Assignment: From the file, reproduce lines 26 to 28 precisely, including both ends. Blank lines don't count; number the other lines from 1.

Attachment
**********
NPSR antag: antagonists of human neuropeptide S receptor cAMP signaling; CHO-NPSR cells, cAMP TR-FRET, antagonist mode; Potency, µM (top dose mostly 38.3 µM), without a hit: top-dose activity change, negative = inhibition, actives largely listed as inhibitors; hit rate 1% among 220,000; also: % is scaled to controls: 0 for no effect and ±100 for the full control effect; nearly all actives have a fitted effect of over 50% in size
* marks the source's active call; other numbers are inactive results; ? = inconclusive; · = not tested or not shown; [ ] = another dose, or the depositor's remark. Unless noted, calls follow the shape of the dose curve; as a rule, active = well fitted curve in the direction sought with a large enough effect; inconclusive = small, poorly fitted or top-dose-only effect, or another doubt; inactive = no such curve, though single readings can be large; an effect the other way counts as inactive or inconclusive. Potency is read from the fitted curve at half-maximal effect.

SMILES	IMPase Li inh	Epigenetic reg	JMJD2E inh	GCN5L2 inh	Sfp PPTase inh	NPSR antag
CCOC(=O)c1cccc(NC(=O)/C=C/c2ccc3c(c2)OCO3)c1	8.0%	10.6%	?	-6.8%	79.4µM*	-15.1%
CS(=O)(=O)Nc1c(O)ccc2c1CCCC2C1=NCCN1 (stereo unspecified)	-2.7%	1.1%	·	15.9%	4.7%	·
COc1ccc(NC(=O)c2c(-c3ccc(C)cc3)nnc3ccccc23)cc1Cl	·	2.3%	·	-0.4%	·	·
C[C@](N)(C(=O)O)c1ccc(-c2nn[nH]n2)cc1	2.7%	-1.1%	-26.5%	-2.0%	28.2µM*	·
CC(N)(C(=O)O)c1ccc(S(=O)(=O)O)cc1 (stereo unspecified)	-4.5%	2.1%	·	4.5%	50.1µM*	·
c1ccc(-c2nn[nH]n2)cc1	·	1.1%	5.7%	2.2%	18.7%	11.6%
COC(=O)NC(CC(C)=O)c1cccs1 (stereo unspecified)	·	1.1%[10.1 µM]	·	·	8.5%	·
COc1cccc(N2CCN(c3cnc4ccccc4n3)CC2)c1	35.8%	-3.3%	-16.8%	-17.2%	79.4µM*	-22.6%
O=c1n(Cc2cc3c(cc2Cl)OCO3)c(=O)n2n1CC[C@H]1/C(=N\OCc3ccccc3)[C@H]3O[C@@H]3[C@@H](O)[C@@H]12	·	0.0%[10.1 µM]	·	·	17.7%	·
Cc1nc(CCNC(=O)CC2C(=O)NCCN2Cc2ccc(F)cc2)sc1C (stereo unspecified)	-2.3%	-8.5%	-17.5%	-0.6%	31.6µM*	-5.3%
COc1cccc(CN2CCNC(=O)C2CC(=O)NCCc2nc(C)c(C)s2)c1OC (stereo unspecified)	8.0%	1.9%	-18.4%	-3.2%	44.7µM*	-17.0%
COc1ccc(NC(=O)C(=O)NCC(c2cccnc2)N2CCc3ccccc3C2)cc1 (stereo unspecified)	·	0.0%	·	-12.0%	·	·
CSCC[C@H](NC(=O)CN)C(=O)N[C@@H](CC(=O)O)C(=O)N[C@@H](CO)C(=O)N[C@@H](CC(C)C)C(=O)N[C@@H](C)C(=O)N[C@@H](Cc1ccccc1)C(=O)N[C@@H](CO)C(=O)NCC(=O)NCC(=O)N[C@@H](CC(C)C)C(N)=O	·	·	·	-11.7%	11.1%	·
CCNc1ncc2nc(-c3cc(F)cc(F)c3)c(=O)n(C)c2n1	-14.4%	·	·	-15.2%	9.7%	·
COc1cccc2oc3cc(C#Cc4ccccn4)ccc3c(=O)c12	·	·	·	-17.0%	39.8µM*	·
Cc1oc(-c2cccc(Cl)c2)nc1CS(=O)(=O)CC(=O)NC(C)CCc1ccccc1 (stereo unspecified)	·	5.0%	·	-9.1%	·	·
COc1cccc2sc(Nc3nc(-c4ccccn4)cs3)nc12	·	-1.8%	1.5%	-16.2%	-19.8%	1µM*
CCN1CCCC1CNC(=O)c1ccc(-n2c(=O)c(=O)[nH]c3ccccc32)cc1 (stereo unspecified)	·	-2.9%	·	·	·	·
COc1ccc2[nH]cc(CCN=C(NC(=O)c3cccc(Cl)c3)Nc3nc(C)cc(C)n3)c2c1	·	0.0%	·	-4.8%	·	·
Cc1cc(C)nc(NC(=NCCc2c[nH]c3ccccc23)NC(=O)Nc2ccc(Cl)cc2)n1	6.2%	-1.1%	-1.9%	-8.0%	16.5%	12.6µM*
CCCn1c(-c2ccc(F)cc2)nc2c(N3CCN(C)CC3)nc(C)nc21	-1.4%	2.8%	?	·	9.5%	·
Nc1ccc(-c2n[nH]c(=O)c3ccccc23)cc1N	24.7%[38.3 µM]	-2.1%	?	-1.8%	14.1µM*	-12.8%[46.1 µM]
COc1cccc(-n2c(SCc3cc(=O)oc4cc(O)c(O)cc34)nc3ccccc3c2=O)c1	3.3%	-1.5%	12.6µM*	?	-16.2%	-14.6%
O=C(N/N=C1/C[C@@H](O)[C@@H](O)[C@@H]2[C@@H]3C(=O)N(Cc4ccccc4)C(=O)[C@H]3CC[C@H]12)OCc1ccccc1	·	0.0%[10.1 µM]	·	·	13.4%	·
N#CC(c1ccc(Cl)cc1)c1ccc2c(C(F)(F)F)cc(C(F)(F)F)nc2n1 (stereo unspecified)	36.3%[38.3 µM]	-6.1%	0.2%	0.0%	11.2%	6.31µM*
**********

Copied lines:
COc1cccc(-n2c(SCc3cc(=O)oc4cc(O)c(O)cc34)nc3ccccc3c2=O)c1	3.3%	-1.5%	12.6µM*	?	-16.2%	-14.6%
O=C(N/N=C1/C[C@@H](O)[C@@H](O)[C@@H]2[C@@H]3C(=O)N(Cc4ccccc4)C(=O)[C@H]3CC[C@H]12)OCc1ccccc1	·	0.0%[10.1 µM]	·	·	13.4%	·
N#CC(c1ccc(Cl)cc1)c1ccc2c(C(F)(F)F)cc(C(F)(F)F)nc2n1 (stereo unspecified)	36.3%[38.3 µM]	-6.1%	0.2%	0.0%	11.2%	6.31µM*